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How alcohol ads target kids

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Parents might do their best to shield their kids from advertising related to alcohol, but alcohol marketers are doing their best to reach them anyway. That's the finding of new research that discovered that the content of alcohol ads placed in magazines is more likely to violate industry guidelines if the ad appears in a magazine with sizable youth readership.

The research, which was done by the Center on Alcohol Marketing and Youth (CAMY) at the Johns Hopkins Bloomberg School of Public Health, found that ads in magazines with a substantial youth readership (15 percent or more) frequently showed alcohol being consumed in an irresponsible manner. Examples include showing alcohol consumption near or on bodies of water, encouraging overconsumption, and providing messages supportive of alcohol addiction. In addition, nearly one in five ad occurrences contained sexual connotations or sexual objectification.

"The bottom line here is that youth are getting hit repeatedly by ads for spirits and beer in magazines geared towards their age demographic," said CAMY director and study co-author David Jernigan. "As at least 14 studies have found that the more young people are exposed to alcohol advertising and marketing, the more likely they are to drink, or if already drinking, to drink more, this report should serve as a wake-up call to parents and everyone else concerned about the health of young people."

The researchers examined 1,261 ads for alco-pops, beer, spirits or wine that appeared more than 2,500 times in 11 different magazines that have or are likely to have disproportionately youthful readerships. Ads were analyzed for different risk codes: injury content, overconsumption content, addiction content, sex-related content and violation of industry guidelines. This latter category refers to the voluntary codes of good marketing practice administered by alcohol industry trade associations. Examples of code violations include ads appearing to target a primarily underage audience, highlighting the high alcohol content of a product or portraying alcohol consumption in conjunction with activities requiring a high degree of alertness or coordination such as swimming.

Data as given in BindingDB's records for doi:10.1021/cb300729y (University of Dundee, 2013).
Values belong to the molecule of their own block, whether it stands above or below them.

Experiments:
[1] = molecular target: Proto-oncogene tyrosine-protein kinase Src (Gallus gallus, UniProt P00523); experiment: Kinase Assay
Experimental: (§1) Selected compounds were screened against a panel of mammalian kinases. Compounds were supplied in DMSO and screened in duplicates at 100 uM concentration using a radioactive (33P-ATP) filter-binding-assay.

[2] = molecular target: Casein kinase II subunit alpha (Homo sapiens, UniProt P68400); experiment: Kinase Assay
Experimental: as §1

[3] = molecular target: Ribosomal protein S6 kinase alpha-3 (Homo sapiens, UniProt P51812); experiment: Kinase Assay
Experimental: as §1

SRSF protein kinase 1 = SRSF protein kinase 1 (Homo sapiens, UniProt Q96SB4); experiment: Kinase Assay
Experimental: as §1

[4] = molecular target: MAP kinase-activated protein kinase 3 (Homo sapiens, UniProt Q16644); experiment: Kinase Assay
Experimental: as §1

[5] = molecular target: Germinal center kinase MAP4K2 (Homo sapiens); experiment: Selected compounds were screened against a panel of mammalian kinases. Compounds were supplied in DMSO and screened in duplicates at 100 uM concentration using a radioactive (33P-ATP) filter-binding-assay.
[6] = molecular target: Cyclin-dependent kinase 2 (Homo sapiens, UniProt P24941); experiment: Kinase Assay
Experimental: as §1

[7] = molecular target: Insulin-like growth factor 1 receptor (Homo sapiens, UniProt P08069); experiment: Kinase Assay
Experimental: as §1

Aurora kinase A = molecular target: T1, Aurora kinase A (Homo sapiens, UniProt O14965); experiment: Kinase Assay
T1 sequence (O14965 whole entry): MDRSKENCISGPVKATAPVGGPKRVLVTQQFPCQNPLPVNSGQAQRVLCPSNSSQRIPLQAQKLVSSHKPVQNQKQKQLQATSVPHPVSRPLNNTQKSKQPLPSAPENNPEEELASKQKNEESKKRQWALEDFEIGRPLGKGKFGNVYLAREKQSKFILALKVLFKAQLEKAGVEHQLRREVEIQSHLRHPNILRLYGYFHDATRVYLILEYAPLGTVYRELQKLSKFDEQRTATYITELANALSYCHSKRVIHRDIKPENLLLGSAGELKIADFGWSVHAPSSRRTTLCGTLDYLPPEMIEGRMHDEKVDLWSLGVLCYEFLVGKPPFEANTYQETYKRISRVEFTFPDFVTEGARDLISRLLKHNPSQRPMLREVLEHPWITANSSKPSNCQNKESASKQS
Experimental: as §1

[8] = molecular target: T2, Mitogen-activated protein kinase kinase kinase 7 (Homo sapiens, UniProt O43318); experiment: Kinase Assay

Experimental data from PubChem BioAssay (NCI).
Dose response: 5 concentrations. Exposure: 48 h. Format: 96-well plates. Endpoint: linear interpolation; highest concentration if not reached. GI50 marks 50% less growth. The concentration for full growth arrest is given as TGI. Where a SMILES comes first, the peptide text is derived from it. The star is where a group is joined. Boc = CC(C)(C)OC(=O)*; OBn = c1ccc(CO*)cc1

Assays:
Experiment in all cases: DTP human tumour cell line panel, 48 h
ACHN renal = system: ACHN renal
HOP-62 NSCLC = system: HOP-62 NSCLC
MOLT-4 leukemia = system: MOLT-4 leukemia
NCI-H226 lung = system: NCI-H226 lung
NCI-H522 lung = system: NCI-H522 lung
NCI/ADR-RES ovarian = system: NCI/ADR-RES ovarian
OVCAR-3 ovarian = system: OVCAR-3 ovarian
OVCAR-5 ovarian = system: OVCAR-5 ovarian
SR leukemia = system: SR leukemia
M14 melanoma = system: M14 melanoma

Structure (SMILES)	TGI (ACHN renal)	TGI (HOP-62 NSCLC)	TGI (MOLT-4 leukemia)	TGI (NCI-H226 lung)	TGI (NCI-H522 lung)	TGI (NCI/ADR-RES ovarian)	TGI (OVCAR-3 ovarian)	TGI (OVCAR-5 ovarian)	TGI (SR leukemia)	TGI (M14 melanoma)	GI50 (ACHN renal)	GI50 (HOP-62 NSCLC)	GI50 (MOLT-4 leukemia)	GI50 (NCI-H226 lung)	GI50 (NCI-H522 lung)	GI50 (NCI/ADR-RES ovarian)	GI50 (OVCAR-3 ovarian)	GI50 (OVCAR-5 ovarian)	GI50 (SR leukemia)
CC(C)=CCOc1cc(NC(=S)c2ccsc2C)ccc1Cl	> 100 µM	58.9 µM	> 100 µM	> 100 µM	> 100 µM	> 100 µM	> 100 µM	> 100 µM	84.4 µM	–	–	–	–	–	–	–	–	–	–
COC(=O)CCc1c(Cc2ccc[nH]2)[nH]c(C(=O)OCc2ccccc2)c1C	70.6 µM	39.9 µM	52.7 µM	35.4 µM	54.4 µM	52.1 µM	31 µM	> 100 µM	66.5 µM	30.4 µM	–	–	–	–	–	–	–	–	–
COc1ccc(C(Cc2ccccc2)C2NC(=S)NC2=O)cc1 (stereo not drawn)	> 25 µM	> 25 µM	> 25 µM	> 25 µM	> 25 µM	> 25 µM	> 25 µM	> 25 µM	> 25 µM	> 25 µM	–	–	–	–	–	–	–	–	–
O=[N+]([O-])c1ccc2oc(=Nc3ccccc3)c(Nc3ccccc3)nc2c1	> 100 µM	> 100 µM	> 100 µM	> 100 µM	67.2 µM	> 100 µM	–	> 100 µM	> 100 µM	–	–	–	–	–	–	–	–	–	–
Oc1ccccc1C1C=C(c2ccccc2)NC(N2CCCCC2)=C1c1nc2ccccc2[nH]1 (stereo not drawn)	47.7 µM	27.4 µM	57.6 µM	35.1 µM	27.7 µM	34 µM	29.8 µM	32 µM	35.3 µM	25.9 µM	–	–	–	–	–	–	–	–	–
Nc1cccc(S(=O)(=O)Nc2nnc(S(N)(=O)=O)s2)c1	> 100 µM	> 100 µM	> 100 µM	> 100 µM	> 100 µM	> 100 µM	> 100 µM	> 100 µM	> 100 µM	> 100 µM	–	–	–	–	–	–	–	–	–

According to CAMY, alcohol is responsible for 4,700 deaths per year among young people under the age of 21, and is associated with the three leading causes of death among youth: motor vehicle crashes, homicide and suicide.

Lisa Hawkins, vice president of public affairs at the Distilled Spirits Council, the national trade association representing America’s leading distillers, said the research is inaccurate.

"This latest advocacy research by David Jernigan once again calls into question the $4 million grant given to CAMY by the CDC.  A study, which characterizes all advertisements that depict someone holding or being handed an alcohol beverage near a body of water as 'risky content' defies common sense," Hawkins said. "This study is just another example of CAMY’s biased methodology to fit its pre-conceived notions."

"CDC's funding would be better spent on evidence-based programs to reduce underage drinking versus a subjective review of magazine ads that are anywhere from nearly 5 to 9 years old, which is not relevant to today's marketplace," she said.

"What is relevant is that alcohol consumption and binge drinking rates among 8th, 10th and 12th graders have continued their long-term decline, reaching historically low levels, according to federal government data.  Simply put, CAMY’s claim that alcohol advertising is causing teens to drink is disproved by the federal government data and unsupported by the body of scientific literature."
 

The research was funded by grants from the Centers for Disease Control and Prevention to the Johns Hopkins Center for Injury Research and Policy and was published in the Journal of Adolescent Health.